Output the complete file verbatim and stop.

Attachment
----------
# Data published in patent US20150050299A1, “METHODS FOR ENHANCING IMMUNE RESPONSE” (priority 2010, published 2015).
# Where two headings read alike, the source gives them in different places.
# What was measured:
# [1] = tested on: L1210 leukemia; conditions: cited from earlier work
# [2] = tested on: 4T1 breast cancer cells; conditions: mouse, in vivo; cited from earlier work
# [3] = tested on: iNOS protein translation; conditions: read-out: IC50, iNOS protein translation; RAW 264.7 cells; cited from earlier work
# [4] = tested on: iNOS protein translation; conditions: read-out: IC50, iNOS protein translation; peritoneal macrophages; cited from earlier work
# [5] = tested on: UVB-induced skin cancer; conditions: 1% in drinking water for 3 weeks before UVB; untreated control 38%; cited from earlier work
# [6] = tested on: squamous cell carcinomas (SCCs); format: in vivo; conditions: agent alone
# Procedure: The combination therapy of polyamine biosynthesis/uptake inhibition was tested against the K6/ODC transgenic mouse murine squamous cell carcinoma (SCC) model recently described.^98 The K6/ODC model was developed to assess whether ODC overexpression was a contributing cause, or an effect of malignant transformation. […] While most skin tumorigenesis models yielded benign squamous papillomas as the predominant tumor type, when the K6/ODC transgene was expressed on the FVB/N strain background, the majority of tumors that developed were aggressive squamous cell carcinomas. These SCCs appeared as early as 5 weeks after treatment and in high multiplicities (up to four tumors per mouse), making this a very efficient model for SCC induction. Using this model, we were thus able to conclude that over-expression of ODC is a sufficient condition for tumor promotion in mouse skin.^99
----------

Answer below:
# Data published in patent US20150050299A1, “METHODS FOR ENHANCING IMMUNE RESPONSE” (priority 2010, published 2015).
# Where two headings read alike, the source gives them in different places.
# What was measured:
# [1] = tested on: L1210 leukemia; conditions: cited from earlier work
# [2] = tested on: 4T1 breast cancer cells; conditions: mouse, in vivo; cited from earlier work
# [3] = tested on: iNOS protein translation; conditions: read-out: IC50, iNOS protein translation; RAW 264.7 cells; cited from earlier work
# [4] = tested on: iNOS protein translation; conditions: read-out: IC50, iNOS protein translation; peritoneal macrophages; cited from earlier work
# [5] = tested on: UVB-induced skin cancer; conditions: 1% in drinking water for 3 weeks before UVB; untreated control 38%; cited from earlier work
# [6] = tested on: squamous cell carcinomas (SCCs); format: in vivo; conditions: agent alone
# Procedure: The combination therapy of polyamine biosynthesis/uptake inhibition was tested against the K6/ODC transgenic mouse murine squamous cell carcinoma (SCC) model recently described.^98 The K6/ODC model was developed to assess whether ODC overexpression was a contributing cause, or an effect of malignant transformation. […] While most skin tumorigenesis models yielded benign squamous papillomas as the predominant tumor type, when the K6/ODC transgene was expressed on the FVB/N strain background, the majority of tumors that developed were aggressive squamous cell carcinomas. These SCCs appeared as early as 5 weeks after treatment and in high multiplicities (up to four tumors per mouse), making this a very efficient model for SCC induction. Using this model, we were thus able to conclude that over-expression of ODC is a sufficient condition for tumor promotion in mouse skin.^99